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Gunnlaugr Leifsson (GunnLeif)

13th century; volume 8; ed. Russell Poole;

VIII. 1. Merlínusspá I (Merl I) - 103

Gunnlaugr Leifsson (GunnLeif, d. 1218 or 1219) was a monk at the Benedictine house of Þingeyrar, a monastery near the shores of Húnaflói, in northern Iceland, that maintained close relations with the seat of the bishop at Hólar (Turville-Petre 1953, 135). Nothing is known concerning Gunnlaugr’s place of birth, upbringing or social origins. He was regarded in his own time as a man of singular Latin learning (LH II, 394-5) and worked in a distinguished historiographic and hagiographic milieu (de Vries 1964-7, II, 246). In a rare personal anecdote, perhaps apocryphal, Arngrímr Brandsson, a Benedictine monk and abbot at Þingeyrar (d. 1361 or 1362), tells that Gunnlaugr attempted to recite his new history of Saint Ambrose at the church at Hólar but was rebuffed by Bishop Guðmundr Arason (LH II, 394-5; Ciklamini 2008, 1). The two men were evidently on good terms at an earlier stage, however (Ciklamini 2004, 66), and, while bishop at Hólar, Guðmundr commissioned Gunnlaugr to prepare a life of Jón helgi ‘the Saint’ Ǫgmundarson and an account of portents and miracles pertaining to Þorlákr Þórhallsson, both in Latin (LH II, 394-5). 

Works ascribed to Gunnlaugr that survive in one form or other include the Latin life of Jón helgi, represented by a close Icelandic translation; the account of Þorlákr’s miracles; a Latin expansion of Gunnlaugr’s Þingeyrar colleague Oddr Snorrason’s life of King Óláfr Tryggvason, extant in the shape of excerpts translated into Icelandic; an Icelandic original version of Þorvalds þáttr víðfǫrla ‘The Tale of Þorvaldr the Far-traveller’ that may at one time have formed part of the life of Óláfr; and a now entirely lost life of Saint Ambrose (LH II, 394-403; Turville-Petre 1953, 194-200; Bekker-Nielsen 1958; de Vries 1964-7, II, 245-7; Würth 1998, 205-6; Ciklamini 2004, 66; Katrín Axelsdóttir 2005). The only work ascribed to Gunnlaugr that appears to survive in a relatively complete state is Merlínusspá ‘The Prophecies of Merlin’ (Merl I and II). It is also the sole medieval instance of a direct verse translation into Icelandic from Latin prose (Würth 1998, 206).

no FJ abbr

Merlínusspá I (‘The Prophecies of Merlin I’) — GunnLeif Merl IVIII (Bret)

Russell Poole 2017, ‘(Introduction to) Gunnlaugr Leifsson, Merlínusspá I’ in Margaret Clunies Ross (ed.), Poetry in fornaldarsögur. Skaldic Poetry of the Scandinavian Middle Ages 8. Turnhout: Brepols, p. 38.

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Skj: Gunnlaugr Leifsson: Merlínússpá II (AII, 22-36, BII, 24-45)

SkP info: VIII, 59

old edition introduction edition manuscripts transcriptions concordance search files

16 — GunnLeif Merl I 16VIII (Bret 84)

edition interactive full text transcriptions old edition references concordance


Cite as: Russell Poole (ed.) 2017, ‘Breta saga 84 (Gunnlaugr Leifsson, Merlínusspá I 16)’ in Margaret Clunies Ross (ed.), Poetry in fornaldarsögur. Skaldic Poetry of the Scandinavian Middle Ages 8. Turnhout: Brepols, p. 59.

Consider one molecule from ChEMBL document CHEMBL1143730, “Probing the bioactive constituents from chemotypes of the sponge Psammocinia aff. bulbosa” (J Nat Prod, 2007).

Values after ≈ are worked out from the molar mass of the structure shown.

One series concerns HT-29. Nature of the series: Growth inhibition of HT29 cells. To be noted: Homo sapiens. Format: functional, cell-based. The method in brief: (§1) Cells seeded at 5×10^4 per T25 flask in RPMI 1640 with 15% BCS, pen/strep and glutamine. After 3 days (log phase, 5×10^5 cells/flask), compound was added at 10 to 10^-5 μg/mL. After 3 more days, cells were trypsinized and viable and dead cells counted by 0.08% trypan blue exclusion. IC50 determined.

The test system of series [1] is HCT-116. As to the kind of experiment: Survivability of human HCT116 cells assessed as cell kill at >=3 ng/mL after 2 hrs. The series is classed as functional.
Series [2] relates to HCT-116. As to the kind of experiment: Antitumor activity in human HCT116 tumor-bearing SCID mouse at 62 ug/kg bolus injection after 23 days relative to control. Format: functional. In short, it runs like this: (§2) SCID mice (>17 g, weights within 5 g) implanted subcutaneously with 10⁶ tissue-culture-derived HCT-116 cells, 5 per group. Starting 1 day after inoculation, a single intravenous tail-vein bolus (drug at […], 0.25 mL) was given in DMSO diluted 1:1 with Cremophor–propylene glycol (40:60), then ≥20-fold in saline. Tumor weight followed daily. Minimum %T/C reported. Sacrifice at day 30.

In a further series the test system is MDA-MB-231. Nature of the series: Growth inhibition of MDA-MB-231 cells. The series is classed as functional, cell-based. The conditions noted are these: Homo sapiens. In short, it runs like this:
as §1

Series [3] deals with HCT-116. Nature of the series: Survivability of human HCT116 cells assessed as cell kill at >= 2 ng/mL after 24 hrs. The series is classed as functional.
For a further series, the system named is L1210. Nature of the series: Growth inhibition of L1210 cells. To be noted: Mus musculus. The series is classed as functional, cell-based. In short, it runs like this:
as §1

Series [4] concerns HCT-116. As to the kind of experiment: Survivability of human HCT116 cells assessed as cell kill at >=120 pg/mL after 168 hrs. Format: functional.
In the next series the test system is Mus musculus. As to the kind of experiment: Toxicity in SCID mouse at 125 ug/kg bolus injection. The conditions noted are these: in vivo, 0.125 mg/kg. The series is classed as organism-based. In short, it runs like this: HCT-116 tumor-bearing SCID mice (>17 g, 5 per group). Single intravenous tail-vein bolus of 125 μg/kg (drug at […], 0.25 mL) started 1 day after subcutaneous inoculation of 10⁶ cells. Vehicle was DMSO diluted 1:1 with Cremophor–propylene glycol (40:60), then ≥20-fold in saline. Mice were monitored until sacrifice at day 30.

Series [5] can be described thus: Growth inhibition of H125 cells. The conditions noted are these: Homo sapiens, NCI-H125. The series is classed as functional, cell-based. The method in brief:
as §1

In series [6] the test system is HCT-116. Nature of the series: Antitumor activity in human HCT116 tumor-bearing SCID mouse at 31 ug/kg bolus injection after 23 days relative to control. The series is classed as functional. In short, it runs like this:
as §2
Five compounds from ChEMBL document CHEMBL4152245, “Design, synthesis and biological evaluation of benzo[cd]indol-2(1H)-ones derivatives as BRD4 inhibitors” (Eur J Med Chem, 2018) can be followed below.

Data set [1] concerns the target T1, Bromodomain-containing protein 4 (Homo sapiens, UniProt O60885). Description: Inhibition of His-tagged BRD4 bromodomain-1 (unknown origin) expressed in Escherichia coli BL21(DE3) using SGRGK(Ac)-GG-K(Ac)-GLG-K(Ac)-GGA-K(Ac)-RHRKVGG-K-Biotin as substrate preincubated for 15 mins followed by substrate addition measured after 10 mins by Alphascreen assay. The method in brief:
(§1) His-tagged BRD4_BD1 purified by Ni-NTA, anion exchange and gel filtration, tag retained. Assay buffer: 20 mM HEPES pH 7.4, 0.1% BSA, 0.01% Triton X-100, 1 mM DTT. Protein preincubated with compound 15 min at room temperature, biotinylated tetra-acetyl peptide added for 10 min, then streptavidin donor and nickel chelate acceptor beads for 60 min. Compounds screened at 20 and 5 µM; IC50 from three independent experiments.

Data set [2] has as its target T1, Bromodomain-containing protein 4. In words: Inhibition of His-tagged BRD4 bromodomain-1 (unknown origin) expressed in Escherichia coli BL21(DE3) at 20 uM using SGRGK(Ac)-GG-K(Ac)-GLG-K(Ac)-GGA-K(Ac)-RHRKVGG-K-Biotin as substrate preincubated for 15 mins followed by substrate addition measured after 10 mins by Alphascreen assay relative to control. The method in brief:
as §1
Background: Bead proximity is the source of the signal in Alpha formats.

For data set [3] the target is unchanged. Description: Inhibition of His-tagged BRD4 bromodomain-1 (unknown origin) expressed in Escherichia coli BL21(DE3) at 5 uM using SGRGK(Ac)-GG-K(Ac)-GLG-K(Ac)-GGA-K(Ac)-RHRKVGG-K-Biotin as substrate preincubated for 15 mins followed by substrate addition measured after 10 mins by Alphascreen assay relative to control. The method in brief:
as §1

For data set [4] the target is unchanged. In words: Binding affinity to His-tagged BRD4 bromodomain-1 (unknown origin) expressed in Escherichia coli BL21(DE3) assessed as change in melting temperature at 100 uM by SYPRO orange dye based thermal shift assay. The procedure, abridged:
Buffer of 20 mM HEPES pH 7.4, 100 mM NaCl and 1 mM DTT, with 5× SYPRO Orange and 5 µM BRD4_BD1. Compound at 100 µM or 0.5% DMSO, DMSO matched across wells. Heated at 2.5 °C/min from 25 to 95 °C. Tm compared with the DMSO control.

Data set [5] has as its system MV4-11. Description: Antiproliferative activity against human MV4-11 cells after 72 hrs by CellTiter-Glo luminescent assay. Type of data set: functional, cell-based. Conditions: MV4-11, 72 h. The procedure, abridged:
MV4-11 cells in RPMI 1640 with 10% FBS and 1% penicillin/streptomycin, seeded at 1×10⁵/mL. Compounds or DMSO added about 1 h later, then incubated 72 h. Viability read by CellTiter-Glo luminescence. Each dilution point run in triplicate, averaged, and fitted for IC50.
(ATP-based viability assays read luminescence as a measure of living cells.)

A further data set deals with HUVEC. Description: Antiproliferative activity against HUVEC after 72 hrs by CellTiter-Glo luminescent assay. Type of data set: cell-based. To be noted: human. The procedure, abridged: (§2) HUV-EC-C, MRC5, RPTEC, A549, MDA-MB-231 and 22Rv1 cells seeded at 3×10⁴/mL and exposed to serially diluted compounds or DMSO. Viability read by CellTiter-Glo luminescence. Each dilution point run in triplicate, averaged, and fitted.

Gerisk sókn mikil         snáka tveggja;
gapa grimmliga         grundar belti.
Hǫggvask hœknir         hauðrs gyrðingar,
blásask eitri á         ok blôm eldi.

Mikil sókn snáka tveggja gerisk; {belti grundar} gapa grimmliga. {Hœknir gyrðingar hauðrs} hǫggvask, blásask eitri ok blôm eldi á.

A great fight commences between the two snakes; {the belts of the ground} [SNAKES] gape savagely. {The vicious girdles of the earth} [SNAKES] strike each other, blow venom and blue fire on each other.

Mss: Hb(51r) (Bret)

Editions: Skj: Gunnlaugr Leifsson, Merlínússpá II 16: AII, 24, BII, 27, Skald II, 17; Bret 1848-9, II, 44 (Bret st. 84); Hb 1892-6, 278; Merl 2012, 140.

Notes: [All]: Cf. DGB 111 (Reeve and Wright 2007, 145.27-8): commiserunt diram pugnam et ignem anhelitu procreabant ‘they fought a terrible battle and created fire with their breath’ (Reeve and Wright 2007, 144). Gunnlaugr goes beyond DGB in specifying the emission of venom and the colour of the flame (on the latter see Note to l. 8 below). — [5] hœknir ‘vicious’: A hap. leg., whose meaning and origin are uncertain but whose core sense has been stated as ‘greedy’ (LP: hœkinn; cf. CVC: hækinn). Finnur Jónsson translates with a query as kraftig ‘powerfully’ in Skj B; Merl 2012 has heftig ‘violently’. But if the etymological connection with hákr conjectured in LP is correct, the meaning might rather be ‘vicious, relentless’; cf. the ONP citation (ÍF 12, 303): Var hann því kallaðr Þorkell hákr, at hann eirði hvárki í orðum né verkum, við hvern sem hann átti ‘He was called Þorkell hákr because he never spared anyone in words or deeds with whom he had dealings’. The word hákr is attested only in nicknames; for (inconclusive) conjectures as to its core meaning and etymology see AEW: hákr. — [8] blôm eldi ‘blue fire’: The reference is probably to the blue flame emitted on combustion of sulphur. In a fragment of Barth extant in the mid-C13th Norwegian ms. AM 237 b fol (Loth 1969, 233), the phrase blár loge ‘blue flame’ is used to translate Lat. flamma sulphurea ‘sulphurous flame’ (cf. ONP: blár 3; Loth 1969, 221).

Runic data from Samnordisk runtextdatabas, Uppsala universitet, unless otherwise stated